Q&A Victor in Trouble

Victor in Trouble

Q: Let’s jump right in with a question from one of your social media followers. Why do you hate Russia?
A: Thank you, @RoxyLuvsU7408825, for that excellent question. I see in your bio that you enjoy crochet and AR-15s, sometimes tweet in Russian, and you “loves America!” I loves America, too! And I once crocheted a plant hanger for my mom. We have a lot in common, you and I. In fact, I don’t hate Russia. I think Russia has an incredibly rich culture and history, and the Russian people are rightly strong and proud. What I do hate is authoritarianism, and the current leader of Russia seems to want to spread this around.

Q: Hi, Alex. I’m Igor Popov with the Russian media outlet New Russia News. You have no problem criticizing the actions of Russia’s president, but what about America’s occupation of Nicaragua in 1912, which followed the American tradition of genocidal Thanksgiving and led to Iraq, proving America was never really a democracy but a sham masquerading as a liberal country to force wokeness and backward progressive ideas on a sleeping populace brainwashed by a George Soros deep state cabal that sucks children’s veins dry?
A: That’s a thoughtful question. It’s true that the United States is an imperfect nation, but I’d like to believe we strive to listen to our better angels, even if we often don’t succeed. Unlike in Russia, however, our policies are made in a system with checks and balances. The American president cannot do whatever he wants, and decisions require input from other players. At the moment, the Russian president makes all decisions on his own and no one can question them. And while I disagree with many specific American policies, I will always fight for the right to speak that criticism without fear of being thrown in jail or assassinated. Just one advantage of living in a democratic, albeit imperfect, country.

Q: This is Kip Lawson from Facts News (Motto: News, The Right Way). I have a follow-up question to that: Why do you hate America?
A: Can I get a question from somebody else, please? Literally, anybody else.

Q: Hi, Alex. Longtime reader, first-time caller. What were some of the challenges you faced writing this book?
A: Writing a humorous book in the middle of a global pandemic while simultaneously watching the country I served and love slide toward authoritarianism was not easy. Our strange, postfactual existence was so out of whack that it was hard to write anything satirical for fear it would be seen as either too absurd or too real.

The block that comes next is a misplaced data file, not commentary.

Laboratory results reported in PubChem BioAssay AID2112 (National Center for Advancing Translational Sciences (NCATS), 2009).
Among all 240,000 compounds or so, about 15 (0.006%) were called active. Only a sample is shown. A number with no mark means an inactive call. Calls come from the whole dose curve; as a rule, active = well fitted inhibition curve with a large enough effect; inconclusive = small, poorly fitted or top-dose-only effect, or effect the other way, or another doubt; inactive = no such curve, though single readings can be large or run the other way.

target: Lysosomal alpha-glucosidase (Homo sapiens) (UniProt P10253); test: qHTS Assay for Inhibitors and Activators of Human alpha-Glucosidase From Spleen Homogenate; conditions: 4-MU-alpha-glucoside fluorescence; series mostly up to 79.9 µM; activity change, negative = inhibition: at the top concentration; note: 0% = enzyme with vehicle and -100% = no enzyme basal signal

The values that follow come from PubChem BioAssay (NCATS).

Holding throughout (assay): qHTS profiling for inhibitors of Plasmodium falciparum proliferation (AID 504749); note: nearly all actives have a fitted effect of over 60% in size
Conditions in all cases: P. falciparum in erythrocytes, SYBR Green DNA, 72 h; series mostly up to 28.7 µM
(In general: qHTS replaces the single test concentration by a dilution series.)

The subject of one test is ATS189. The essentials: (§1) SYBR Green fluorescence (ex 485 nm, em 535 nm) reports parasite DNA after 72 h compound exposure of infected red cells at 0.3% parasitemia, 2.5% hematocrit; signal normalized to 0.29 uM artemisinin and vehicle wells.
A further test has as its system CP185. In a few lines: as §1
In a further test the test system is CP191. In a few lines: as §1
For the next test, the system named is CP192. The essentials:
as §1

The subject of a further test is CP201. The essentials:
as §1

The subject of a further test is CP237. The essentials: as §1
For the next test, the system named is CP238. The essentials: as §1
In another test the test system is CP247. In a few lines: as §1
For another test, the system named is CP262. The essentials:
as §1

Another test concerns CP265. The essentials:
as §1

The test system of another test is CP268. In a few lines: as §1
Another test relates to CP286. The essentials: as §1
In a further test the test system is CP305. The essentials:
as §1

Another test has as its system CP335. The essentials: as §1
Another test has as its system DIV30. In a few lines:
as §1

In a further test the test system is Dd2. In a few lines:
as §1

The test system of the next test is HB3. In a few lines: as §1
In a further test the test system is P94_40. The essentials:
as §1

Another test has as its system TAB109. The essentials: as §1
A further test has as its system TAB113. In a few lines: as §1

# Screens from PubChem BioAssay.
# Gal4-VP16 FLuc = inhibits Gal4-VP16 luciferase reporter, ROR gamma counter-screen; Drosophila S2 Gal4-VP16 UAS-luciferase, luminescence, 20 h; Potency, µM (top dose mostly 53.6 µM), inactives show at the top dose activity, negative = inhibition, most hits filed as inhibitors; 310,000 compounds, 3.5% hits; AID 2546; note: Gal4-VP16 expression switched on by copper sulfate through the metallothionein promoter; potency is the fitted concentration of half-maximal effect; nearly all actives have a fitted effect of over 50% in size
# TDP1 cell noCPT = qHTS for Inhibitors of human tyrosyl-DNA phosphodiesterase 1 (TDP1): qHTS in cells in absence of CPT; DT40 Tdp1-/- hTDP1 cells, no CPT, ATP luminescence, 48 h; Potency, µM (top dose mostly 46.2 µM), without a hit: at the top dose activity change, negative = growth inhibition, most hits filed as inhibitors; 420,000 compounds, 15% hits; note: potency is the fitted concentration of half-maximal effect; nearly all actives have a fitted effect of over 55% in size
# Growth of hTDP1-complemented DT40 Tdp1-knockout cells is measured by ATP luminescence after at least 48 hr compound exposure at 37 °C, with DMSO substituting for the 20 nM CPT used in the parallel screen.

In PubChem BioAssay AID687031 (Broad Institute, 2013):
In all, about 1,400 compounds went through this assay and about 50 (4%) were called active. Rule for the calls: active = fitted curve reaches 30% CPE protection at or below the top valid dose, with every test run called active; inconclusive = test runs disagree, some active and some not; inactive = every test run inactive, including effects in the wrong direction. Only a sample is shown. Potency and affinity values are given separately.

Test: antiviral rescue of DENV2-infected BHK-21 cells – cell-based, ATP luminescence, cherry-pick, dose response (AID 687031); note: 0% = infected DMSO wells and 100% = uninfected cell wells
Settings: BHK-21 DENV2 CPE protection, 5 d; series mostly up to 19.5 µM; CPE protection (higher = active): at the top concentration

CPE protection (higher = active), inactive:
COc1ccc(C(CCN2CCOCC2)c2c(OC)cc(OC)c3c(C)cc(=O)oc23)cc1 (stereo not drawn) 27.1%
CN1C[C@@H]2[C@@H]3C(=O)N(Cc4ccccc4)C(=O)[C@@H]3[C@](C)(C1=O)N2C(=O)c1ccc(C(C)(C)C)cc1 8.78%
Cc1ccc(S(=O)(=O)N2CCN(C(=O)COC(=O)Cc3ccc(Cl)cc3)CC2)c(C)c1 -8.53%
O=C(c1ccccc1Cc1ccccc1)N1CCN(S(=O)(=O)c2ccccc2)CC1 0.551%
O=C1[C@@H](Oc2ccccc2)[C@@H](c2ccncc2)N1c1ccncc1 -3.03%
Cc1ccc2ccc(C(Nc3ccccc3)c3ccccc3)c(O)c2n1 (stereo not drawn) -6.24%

Q: Why write this book at all then?
A: I set out to write about the challenges of running intelligence operations when the president’s allegiances are being questioned and when that president does nothing to help alleviate the suspicions (and, in fact, does everything to exacerbate them). But I was also frustrated by America’s fixation on itself. Public debate about election interference was consistently filtered through a political lens, with Donald Trump smack in the middle. Lost in the conversation was the fact that Russia was carrying out similar operations across a huge swath of democratic countries. Vladimir Putin’s goal was never Trump-specific. His aim was (and still is) to weaken democracies everywhere. Democracy anywhere is a threat to dictators everywhere. So, I set out to highlight that these operations were taking place in many countries that are our allies, in an effort to demonstrate that our political focus on the United States and Trump was short-sighted. That’s not a very funny topic to satirize, but then again, neither was the war on terror. Yet, it was all so absurd, I figured there was material there. I hope I’ve succeeded in passing along my message while also being entertaining.

Q: Hi, Alex. I’m a troll from Russia’s Facts and Knowledge University troll farm. Do you mind if we take things you write and twist them to use as propaganda? Clearly you are still handled by the CIA and none of these thoughts are your own.
A: It would not be the first time that trolls have used me as propaganda, so whatever knocks your socks off, I guess.

Q: Alex, this is your mom. Should I be worried you were used as Russian propaganda?
A: It’s OK, Mom. It’s actually a compliment and means I am doing my job well. Besides, I’ve saved up plenty of George Soros bucks if I need to go live off the grid.

Read Excerpt from Victor in Trouble

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